Rachel Jarry plays for one of Australia's most successful sporting teams. So where's the recognition? By Richard Cooke.
Bronzed Aussie: Rachel Jarry, 23, basketballer
Rachel Jarry is one of the rising stars of women’s basketball in Australia, first representing her country in 2012 and winning a bronze medal at the London Olympics. In 2013 she won the WNBA championship with the Minnesota Lynx. She now plays in the WNBL with the Melbourne Boomers.
Richard Cooke It’s not a great time for the WNBL. After getting marquee stars back to play in Australia and securing sponsorship, the league now looks set to lose television coverage again.
Rachel Jarry The ABC has been such a great supporter of the WNBL for so long. To lose that now – we have to go back to the drawing board and find different avenues to continue to grow our sport. We’re going to try to put ourselves out there and see what can happen.
RC How do you feel about it personally? I mean the WNBA gets big crowds, attracts a lot of interest in the US. It must feel like quite a climb down at the moment.
RJ Yeah, it’s just hard because our product is so good. All I want to do is tell people that we have these amazing players in this league, but we don’t get that recognition. It’s really hard to get media time. Our league is probably in the top three or four in the world. It’s really disappointing when it’s so strong but the exposure doesn’t happen.
RC That also makes things more difficult financially as well – sponsorship is in jeopardy and it makes being a full-time athlete more difficult.
RJ That’s going to be the big thing that comes out of all this. It’s going to be difficult to maintain sponsors. I know Basketball Australia have said that, you know, their major sponsors have said they’re in it for the long haul and it’s not about the TV exposure, it’s about the product we have. Hopefully that’s a good sign but, yeah, it’s definitely going to be tough on the teams.
RC How do you feel about the fact that we’re still having this conversation? This is the kind of conversation that was happening in women’s sport 25, even 35 years ago. Is it a sense of frustration that it’s Groundhog Day?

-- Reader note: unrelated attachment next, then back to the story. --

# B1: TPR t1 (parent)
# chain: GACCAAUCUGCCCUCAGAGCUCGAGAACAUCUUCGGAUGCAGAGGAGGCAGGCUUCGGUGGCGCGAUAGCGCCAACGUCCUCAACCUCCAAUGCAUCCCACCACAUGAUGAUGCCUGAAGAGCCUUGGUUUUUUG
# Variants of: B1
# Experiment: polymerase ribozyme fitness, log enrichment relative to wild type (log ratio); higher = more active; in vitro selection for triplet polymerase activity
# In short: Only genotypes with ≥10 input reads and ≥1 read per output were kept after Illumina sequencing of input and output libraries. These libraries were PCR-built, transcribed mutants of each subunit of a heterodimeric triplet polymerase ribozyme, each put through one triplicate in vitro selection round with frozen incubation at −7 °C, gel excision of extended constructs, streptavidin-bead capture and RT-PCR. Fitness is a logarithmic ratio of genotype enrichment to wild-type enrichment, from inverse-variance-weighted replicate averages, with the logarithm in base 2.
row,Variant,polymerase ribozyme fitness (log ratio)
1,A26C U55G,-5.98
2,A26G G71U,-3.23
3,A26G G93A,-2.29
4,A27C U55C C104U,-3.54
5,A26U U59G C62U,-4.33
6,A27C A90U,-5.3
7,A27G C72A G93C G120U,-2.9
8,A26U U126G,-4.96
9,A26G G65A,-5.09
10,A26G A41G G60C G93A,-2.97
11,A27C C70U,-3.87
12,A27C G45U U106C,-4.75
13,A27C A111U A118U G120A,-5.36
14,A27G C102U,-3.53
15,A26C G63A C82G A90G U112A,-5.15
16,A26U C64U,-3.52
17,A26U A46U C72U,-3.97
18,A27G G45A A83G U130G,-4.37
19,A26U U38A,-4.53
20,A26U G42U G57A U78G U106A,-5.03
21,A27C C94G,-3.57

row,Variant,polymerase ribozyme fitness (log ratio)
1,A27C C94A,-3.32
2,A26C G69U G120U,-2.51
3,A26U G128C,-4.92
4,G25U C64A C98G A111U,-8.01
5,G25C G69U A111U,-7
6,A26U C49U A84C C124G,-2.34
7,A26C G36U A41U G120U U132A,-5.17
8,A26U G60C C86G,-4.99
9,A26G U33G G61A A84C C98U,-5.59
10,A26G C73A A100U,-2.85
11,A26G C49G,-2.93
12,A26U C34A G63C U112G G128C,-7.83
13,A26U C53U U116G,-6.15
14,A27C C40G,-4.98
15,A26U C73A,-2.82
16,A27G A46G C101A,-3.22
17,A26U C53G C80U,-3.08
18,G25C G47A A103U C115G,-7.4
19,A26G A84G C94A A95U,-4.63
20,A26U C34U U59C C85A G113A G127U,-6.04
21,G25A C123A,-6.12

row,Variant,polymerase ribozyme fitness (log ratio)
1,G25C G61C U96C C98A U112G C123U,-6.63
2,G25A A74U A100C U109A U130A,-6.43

RJ It is really frustrating. We put just as much time and effort in as any other professional athlete, but we don’t get the same pay or the same sort of media attention. It’s time for people to start recognising that we are elite athletes. Australia has consistently medalled in women’s basketball at Olympics and world championships. We’re probably one of the most successful [national] teams in any sport in the past 10, 15 years. The public kind of knows that, but we still don’t get the respect we probably deserve.
RC Netball seems to get more cut-through. Is it a rival to basketball, or are you in the same boat?
RJ We don’t really see netball as a rival. We really take heart in where that sport was 15 years ago – it’s very similar to where we are now. They were struggling, and they really got their players’ association up and running, and they’ve forced Netball Australia to make some really big changes and invest in their sport. They’re reaping the rewards now. There’s plenty of room in Australia for both sports. We obviously appeal to different kinds of people. I think we can get the NBL fans on our side and, obviously, we play at the Olympics, so we have that opportunity that netball doesn’t.
RC Will interest in basketball in Australia ever get back to that 1990s peak?
RJ I think it can come around again. I feel like basketball support has grown in the past few years, and I think that’s definitely got a lot to do with the Australian NBA boys, you know, really doing well overseas. When Patty Mills’s team [the San Antonio Spurs] won the NBA championship last year, that was a huge deal and it was in the papers for days. They went around the country with their trophies. But, you know, then we had Penny Taylor and Erin Phillips win the WNBA championship [with Phoenix Mercury] and there was nowhere near the same fanfare.
This week’s highlights…
• Cricket: Australia v India first Test
Tuesday-Saturday, 10.30am (local time), Adelaide Oval
• Athletics: Zatopek: 10
Thursday, 5.45pm, Lakeside Stadium, Albert Park, Melbourne
• Basketball: NBL, Adelaide 36ers v Melbourne United
Friday, 7.30pm (local time), Adelaide Arena
Buy tickets now for…
• Track cycling: Austral Wheelrace and Australian Madison Championships
December 20, Hisense Arena, Melbourne
• Tennis: Brisbane International
January 4-11, Queensland Tennis Centre, Brisbane
This article was first published in the print edition of The Saturday Paper on December 6, 2014 as "Bronzed Aussie".
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